The Social Nature of Health & Illness

The Social Nature of Health & Illness

How many of us are actually healthy?

Health is a state of complete physical, mental and social well-being and not merely the absence of disease or infirmity. WHO

The World Health Organization's definition of health clarifies further in the discussion of the many elements that "combine together to affect the health of individuals and communities." What is most interesting about WHO's health information is the less impactful factors of access and use of healthcare services. This understanding of health may seem shocking but there are many dimensions of health including financial, environment, genetics, education and most importantly social forces.  As a social creatures, human health is very much tied to their interactions and poor health can be indicative of poor relationships, social isolation, and many other psychosocial factors.

It should not surprise anyone that the unhealthiest of people inhabit financially, depressed areas where environmental pollution is high and there is low economic opportunity.  Blaming poor health on being poor lack critical thinking as health also becomes more difficult to maintain as people get older. Ageism, the universal prejudice, degrades individual health by forcing senior members of society to isolate. In the same respect, countries like the US, force citizens to pay for medical care which has the debilitating impact of reducing financial stability and thereby negatively impacting health.

Even if you practice healthy eating and you exercise, you may fall victim to poor health due to many factors beyond your control. For example, working in a dust-filled warehouse day in and day out has unknown health implications but logic would dictate this is not healthy. Equally unhealthy is sitting at a desk answering angry customer calls day in and day out as the stress and lack of physical activity prove bad for health.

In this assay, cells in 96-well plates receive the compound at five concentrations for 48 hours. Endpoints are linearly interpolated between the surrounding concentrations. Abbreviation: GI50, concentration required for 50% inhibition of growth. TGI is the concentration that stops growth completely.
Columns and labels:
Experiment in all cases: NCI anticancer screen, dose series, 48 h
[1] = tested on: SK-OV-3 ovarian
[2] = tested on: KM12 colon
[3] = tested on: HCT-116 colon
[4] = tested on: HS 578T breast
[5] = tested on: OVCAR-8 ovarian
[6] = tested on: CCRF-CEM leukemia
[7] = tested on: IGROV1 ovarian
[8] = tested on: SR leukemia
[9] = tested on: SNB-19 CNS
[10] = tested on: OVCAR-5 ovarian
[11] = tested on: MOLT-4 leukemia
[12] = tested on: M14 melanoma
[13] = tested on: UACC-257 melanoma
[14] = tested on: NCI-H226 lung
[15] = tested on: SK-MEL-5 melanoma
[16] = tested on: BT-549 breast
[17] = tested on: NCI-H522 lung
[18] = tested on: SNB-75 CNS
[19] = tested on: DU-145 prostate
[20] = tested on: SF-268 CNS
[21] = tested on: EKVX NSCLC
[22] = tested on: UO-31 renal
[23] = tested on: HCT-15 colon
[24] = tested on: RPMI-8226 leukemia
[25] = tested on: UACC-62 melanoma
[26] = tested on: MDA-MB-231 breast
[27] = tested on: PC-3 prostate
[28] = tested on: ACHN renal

If the World Health Organization’s definition of health is correct, then shouldn't all life areas be considered with this definition in mind? Perhaps this lack of forethought explains the current movement away from long term careers and lack of desire to return to jobs that ultimately limit health by economics, time, or negative physical and mental impact and often all elements. If money were the only factor keeping people from returning to work, then the end of Federal stimulus benefits would have been enough to return people to work. Explaining health, similar to the work shortage, is systemic of the problem of seeing issues as subjective or purely driven by financial problems.

While health and well-being may be subjective to some degree, there can be no doubt that social forces are wreaking havoc with modern human health. If eating properly and exercising were the only forces at work, then people could adopt these practices, feel better, and the overall population's health would increase. Instead, the fight to promote health continues to expand as building health capacity in communities and countries vies with a system of inequity. Counter to all health goals is the social inequity that demands people work time-consuming jobs often with low pay for minimal health benefits. The importance of social health would dictate that part of being healthy is creating a society that is healthy for everyone.


Donatelle, R. J. (2011). Health: The basics (Green ed.). Boston, MA: Benjamin Cummings.


Triola Vincent. Thu, Jan 21, 2021. The Social Nature of Health & Illness Retrieved from

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